The Web should be made accessible to as many people as possible, regardless of any disabilities they might have.

Using a transparent image as an icon fallback

When you use an icon or other graphic instead of text for buttons, make sure there is real text for users who cannot see the image.

Posted on April 30, 2013

Making elements keyboard focusable and clickable

Either use natively keyboard accessible elements to trigger JavaScript interactions or make what you use instead mimic the appropriate native element as closely as possible.

Posted on February 12, 2013

Accessible custom checkboxes and radio buttons

How to use CSS only to customise radio buttons and checkboxes.

Posted on November 16, 2012

Using JavaScript to check if images are enabled

It can be useful to know if images are enabled in the browser, so that you can adjust your CSS and JS to make sure that the page is still usable even if images aren’t loaded.

Posted on November 1, 2012

An alternative to select elements as navigation in narrow viewports

Using a select element for navigation in narrow viewports is not an ideal solution. Here is an alternative technique that uses real links and is fully stylable.

Posted on June 8, 2012

Hiding visible content from screen readers with aria-hidden

If you want to hide visible content only from screen readers in order to give users a better experience, aria-hidden may be an option.

Posted on May 31, 2012

CSS generated content and screen readers

CSS generated content is announced in some - but not all - screen readers, so use with care.

Posted on May 18, 2012

Make sure your HTML5 document outline is backwards compatible

When using the HTML5 sectioning elements, make sure the document outline created by the headings is backwards compatible.

Posted on May 2, 2012

The HTML5 placeholder attribute is not a substitute for the label element

The placeholder attribute is meant to give the user a nonessential hint before filling in a form field, not replace the label element.

Posted on April 9, 2012

Skip links and other in page links in WebKit browsers

In page links do not work as expected (or as in other browsers) when activated by keyboard in WebKit browsers like Safari and Chrome.

Posted on March 9, 2012

Screen readers and CSS

Some CSS intended for visual media types only has unexpected and semantic effects on screen readers.

Posted on November 17, 2011

JavaScript-created markup also needs to be semantic and accessible

Browsers, assistive technology and end users have to deal with non-semantic markup even if it is inserted by JavaScript functions.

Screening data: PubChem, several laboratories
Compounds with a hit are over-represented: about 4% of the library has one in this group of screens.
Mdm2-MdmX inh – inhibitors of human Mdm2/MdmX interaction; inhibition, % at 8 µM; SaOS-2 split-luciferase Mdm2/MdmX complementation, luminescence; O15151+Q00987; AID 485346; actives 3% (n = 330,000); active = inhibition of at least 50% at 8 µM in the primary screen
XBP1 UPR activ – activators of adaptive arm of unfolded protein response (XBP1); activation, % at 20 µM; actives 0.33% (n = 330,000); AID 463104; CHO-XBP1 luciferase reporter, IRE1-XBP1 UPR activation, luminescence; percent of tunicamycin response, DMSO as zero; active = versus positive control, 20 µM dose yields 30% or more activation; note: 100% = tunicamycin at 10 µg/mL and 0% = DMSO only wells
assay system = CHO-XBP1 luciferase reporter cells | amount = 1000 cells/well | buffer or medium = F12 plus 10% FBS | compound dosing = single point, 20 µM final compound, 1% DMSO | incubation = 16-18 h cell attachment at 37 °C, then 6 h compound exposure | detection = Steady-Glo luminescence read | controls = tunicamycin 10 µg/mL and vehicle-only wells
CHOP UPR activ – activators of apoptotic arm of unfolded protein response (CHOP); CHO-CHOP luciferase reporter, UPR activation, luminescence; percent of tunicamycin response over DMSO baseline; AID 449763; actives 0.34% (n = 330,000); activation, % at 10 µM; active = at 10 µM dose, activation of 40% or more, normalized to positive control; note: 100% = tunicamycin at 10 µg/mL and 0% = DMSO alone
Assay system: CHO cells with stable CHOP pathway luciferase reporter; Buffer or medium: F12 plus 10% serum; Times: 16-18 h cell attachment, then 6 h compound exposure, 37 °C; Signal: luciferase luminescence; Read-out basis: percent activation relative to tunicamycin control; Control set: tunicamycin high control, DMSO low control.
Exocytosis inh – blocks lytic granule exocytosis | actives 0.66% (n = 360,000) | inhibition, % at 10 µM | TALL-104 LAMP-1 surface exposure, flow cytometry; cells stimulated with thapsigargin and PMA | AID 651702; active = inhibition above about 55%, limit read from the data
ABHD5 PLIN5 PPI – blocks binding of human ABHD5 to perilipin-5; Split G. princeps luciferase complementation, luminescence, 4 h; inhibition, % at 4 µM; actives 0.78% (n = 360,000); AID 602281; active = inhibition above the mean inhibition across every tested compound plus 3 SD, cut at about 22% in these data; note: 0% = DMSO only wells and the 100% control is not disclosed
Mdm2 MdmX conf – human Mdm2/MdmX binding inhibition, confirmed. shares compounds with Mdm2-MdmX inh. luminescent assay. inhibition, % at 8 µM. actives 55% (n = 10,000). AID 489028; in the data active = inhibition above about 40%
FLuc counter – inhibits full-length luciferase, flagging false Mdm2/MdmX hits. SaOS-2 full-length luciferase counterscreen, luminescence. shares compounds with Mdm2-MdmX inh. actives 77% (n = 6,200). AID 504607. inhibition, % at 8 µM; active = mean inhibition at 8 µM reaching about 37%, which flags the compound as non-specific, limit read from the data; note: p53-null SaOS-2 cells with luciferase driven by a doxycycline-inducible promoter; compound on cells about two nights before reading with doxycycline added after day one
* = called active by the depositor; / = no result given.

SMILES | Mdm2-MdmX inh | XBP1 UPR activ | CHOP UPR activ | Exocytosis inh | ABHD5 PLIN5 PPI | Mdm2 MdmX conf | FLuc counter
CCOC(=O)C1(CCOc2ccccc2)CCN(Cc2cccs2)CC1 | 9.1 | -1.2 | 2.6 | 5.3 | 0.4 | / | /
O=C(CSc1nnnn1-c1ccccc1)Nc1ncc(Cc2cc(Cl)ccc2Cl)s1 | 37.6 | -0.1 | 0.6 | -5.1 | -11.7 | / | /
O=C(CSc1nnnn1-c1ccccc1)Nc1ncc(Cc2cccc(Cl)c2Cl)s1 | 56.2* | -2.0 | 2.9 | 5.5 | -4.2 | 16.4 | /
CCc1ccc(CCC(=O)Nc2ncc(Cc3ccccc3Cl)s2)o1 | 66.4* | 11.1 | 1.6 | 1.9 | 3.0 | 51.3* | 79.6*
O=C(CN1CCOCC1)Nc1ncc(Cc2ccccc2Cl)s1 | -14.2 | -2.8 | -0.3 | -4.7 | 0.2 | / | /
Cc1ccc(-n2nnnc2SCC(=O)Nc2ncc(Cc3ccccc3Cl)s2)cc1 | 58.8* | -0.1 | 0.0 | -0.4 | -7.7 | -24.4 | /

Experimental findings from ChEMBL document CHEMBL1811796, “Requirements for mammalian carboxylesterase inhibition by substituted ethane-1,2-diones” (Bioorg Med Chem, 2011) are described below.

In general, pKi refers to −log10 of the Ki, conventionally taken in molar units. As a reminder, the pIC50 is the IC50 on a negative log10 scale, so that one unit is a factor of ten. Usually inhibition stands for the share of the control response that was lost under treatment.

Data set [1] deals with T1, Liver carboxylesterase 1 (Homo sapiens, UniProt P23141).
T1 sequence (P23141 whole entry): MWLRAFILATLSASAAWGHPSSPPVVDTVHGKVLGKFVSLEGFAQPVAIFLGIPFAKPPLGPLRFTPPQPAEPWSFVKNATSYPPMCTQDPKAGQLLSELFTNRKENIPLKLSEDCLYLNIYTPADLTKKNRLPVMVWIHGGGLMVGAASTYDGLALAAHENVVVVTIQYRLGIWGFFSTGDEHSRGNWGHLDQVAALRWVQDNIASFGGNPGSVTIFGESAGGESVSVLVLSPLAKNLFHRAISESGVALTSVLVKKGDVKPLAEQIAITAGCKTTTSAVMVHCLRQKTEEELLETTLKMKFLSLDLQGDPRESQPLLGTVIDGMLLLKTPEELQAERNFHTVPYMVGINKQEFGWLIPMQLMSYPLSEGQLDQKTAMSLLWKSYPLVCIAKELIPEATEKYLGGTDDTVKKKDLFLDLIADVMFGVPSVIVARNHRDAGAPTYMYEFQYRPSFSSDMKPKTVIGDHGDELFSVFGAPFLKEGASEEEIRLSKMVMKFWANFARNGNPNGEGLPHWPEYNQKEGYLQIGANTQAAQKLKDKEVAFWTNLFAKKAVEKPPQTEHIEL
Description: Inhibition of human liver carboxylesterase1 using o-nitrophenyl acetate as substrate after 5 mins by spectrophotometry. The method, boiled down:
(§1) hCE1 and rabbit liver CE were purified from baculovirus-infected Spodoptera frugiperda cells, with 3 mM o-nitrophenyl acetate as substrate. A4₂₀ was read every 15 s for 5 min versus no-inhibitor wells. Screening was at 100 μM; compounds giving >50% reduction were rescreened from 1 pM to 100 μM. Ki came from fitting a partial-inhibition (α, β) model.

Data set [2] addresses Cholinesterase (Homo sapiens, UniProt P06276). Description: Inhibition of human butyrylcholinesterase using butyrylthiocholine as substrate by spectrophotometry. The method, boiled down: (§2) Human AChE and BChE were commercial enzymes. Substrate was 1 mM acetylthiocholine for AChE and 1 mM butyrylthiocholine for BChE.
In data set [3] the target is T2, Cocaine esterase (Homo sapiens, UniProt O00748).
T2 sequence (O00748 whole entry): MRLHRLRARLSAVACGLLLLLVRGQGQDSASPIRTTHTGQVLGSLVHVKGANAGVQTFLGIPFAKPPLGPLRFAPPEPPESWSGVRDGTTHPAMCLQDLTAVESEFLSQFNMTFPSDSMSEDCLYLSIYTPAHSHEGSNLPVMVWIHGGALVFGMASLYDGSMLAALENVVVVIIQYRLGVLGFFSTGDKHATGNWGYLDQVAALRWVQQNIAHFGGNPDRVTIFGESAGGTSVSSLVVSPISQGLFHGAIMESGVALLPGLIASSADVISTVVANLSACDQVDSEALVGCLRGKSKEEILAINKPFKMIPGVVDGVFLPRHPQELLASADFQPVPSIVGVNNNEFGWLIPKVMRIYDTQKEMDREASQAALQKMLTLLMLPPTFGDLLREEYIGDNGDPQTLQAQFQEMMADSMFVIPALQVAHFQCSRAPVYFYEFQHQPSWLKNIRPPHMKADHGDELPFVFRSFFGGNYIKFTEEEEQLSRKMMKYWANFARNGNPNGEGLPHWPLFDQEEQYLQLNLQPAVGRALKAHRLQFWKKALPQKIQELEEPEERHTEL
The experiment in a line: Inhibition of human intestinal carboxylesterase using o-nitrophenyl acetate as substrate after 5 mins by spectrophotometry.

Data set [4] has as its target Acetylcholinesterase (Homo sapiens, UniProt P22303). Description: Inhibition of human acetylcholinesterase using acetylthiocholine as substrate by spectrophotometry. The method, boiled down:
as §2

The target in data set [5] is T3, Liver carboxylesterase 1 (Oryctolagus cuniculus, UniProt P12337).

Posted on November 10, 2011

An accessible, keyboard friendly custom select menu

A way of styling the closed state of select elements without sacrificing accessibility.

Posted on November 3, 2011

Please provide a usable fallback for Flash content

The number of people browsing the web without Flash Player installed is non-negligible, so if you use Flash it is worth your time to give them a better impression.

Posted on October 20, 2011

Using display:table has semantic effects in some screen readers

When you use the table-related display properties of CSS to get the display properties of a table, some screen readers will treat the non-table markup as a real table.

Posted on October 11, 2011

Screen readers, list items and list-style:none

Many developers expect screen readers to ignore visual styling of semantic HTML elements. They mostly do, but with list items their behaviour is hit-or-miss.

Posted on September 14, 2011

Block level links and accessibility

HTML5 allows links to contain block level elements instead of just inline elements. This can be useful but there are currently potential usability issues with screen readers.

Posted on September 6, 2011

Do not use display:none to visually hide content intended for screen readers

Hiding content with display:none hides it from all users, including those who use screen readers. Be aware of this when deciding how to hide content visually.

Posted on August 16, 2011

Accessibility in Mac OS X 10.7 Lion

A quick walkthrough of the accessibility improvements in Mac OS X 10.7 Lion that stood out most to me.

Posted on July 30, 2011

Adaptive Web Design (Book review)

In this brief and easy-to-read book, Aaron Gustafson does an excellent job of explaining what progressive enhancement is and how to apply it in your daily work.

Posted on June 17, 2011

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